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Forget Christmas shopping, this is how your groceries will be delivered in the (near) future

American grocery store chain Kroger has partnered with self-driving car company Nuro to provide an autonomous delivery service in Arizona.

The collaboration, which was announced back in June, first used a fleet of self-driving Toyota Prius’ with safety drivers in case anything went pear-shaped.

But Kroger is now adding Nuro’s driverless R1 vehicle to its fleet and removing safety drivers from the vehicles.

The R1 – a quirky looking amalgamation of a minivan, a fridge and something from Wall-E – is designed to transport groceries and other products.

Thanks to Arizona’s commitment to developing driverless technology, it is able to drive on public roads and operate fully without a driver or any passengers.

For the moment the vehicles will only make deliveries for a single Fry’s Food Store location in Scottsdale, Arizona.

Customers place orders online or on the store’s app and schedule same-day or next-day delivery. The deliveries will be made by either a self-driving Prius or Nuro’s R1 and will cost only A$8.28.

“Nuro envisions a world without errands, where everything is on-demand and can be delivered affordably,” Kroger president Dave Ferguson said in a statement.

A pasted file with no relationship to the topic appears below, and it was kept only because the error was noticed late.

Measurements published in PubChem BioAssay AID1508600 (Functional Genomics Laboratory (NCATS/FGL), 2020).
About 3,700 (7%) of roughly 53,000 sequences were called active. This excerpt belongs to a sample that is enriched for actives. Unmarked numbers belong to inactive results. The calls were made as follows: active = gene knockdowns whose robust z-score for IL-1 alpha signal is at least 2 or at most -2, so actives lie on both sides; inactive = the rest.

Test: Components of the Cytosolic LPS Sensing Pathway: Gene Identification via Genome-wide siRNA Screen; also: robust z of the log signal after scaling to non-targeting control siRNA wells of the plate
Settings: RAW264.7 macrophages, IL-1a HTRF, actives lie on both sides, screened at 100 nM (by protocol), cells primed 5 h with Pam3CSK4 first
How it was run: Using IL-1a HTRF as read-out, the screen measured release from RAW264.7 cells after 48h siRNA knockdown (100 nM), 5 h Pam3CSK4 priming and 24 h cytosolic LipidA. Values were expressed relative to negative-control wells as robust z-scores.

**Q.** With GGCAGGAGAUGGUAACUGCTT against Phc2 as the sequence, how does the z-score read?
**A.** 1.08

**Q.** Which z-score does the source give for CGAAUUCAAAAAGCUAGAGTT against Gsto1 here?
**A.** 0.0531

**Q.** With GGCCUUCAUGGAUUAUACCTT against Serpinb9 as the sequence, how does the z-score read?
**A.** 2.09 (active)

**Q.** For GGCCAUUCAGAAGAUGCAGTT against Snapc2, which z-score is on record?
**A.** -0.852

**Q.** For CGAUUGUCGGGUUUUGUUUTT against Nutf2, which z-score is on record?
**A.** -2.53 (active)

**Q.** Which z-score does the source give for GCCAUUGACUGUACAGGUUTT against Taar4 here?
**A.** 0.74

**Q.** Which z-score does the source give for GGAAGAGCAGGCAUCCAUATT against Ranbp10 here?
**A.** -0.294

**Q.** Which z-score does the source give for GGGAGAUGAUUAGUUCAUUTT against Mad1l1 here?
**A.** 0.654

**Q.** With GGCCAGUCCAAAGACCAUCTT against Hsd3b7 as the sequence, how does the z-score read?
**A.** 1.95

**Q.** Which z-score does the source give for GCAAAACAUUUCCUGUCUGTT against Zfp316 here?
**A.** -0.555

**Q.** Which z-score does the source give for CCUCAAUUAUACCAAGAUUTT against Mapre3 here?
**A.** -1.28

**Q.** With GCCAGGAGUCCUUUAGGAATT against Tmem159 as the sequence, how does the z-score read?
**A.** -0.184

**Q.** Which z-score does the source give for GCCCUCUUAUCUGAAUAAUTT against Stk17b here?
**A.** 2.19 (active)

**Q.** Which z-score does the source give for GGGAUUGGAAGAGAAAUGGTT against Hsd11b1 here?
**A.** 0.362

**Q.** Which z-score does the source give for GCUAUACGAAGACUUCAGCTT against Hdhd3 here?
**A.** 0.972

“Operating a delivery service using our custom unmanned vehicles is an important first step toward that goal.”

Outside of Silicon Valley, Arizona has become the epicentre of driverless vehicle research. Companies like Uber, Waymo, Intel and GM have all tested their autonomous vehicle programs in the state.

The state has even created a dedicated autonomous research institute, called the Institute for Automated Mobility (IAM), aimed at developing industry standards and best practices regarding driverless technology.

So far the vehicles have completed almost a thousand deliveries to the general public with a 100 per cent success rate. Assuming such results continue, it won’t be long until programs like Kroger’s spread through the US and the rest of the Western world.

No more trips to Woolies to stock up on Christmas goodies? Sign me up.

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